For a while, my social media presence was negative to say the least and downright depressing if we’re being honest all the way. I was once jokingly told that I should stop being so upset about everything and anything. I also realize now that I was causing concern in a lot of the people around me, which is something I feel I should apologize for, while at the same time saying ‘thank you’. The intention of my words was far from that, but at the same time it made me happy (or just a little bit less sad at the time) that people I wouldn’t have imagined cared about my wellbeing enough to reach out.
The moment thankfully passed and I came out better for it. The cynical phase couldn’t have lasted forever – haven’t you met me? I’m that person, (one of) the last of her kind, the idealist who can’t let go of the habit to hope and to believe in the moment’s potential. And while this state of being isn’t without its perils, it’s not something I can run away from for long. I’ve tried, but it catches up with me every single time. So I’ve just given up on trying to outrun it and embraced it as who I am at my core.
Mindfulness is a word I’ve been using often lately, but not something I’ve yet completely understood or grasped. Then, out of the blue comes the right question from someone who doesn’t even know me that well, and my answer sums up what it’s supposed to be better than I was able to after months spent thinking about it and trying to enact it.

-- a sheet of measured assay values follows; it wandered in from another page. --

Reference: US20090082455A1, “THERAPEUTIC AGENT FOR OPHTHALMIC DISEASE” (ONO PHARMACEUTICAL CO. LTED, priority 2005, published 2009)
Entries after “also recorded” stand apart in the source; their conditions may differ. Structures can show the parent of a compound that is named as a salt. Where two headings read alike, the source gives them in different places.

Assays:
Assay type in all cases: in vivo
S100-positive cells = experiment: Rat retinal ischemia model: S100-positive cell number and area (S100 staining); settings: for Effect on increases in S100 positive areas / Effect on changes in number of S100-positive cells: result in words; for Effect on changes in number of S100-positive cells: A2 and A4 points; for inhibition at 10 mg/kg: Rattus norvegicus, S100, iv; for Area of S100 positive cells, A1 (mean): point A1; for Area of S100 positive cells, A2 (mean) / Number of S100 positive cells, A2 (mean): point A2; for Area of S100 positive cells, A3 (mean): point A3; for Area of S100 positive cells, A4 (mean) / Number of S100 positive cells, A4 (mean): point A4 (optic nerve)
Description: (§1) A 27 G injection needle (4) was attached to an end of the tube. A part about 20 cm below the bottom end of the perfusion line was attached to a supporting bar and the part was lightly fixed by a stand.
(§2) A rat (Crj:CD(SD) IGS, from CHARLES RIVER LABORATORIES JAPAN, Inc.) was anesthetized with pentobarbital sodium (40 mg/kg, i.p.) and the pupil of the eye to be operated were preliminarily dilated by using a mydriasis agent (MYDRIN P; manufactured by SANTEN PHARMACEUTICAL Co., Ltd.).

Q: “When were you happiest in your life?”
A: “Right now.”
Simple. Brilliantly simple. I was unaware of it until the moment the words left my mouth. It’s in this moment that I’m happiest, giving myself a real chance at joy from things small and large alike, surrounded by people who’ve stuck with me through the worst and have continued to remind me they care even when I wasn’t very kind to myself, and most of all still daring to believe in the good in people.
I’ll stumble along the way, of that I’m sure. I’ll curse through my teeth when struck by disappointment anew. I’ll swear off being open and showing vulnerability when hurt again. I’ll doubt my words, their brightness, color and strength when criticism will touch some raw spot still in need of healing. I’ll have my low moments and be infinitely sad, while some will tell me nothing is worth feeling the cuts so deeply.
This is all fine, even the hurt, disappointment and sadness. What’s more important is knowing it’s temporary and that there’s much more warmth around us than we can fathom. So I say let’s allow ourselves to feel it all, both the lows and the highs, without fear, and remember that time is long.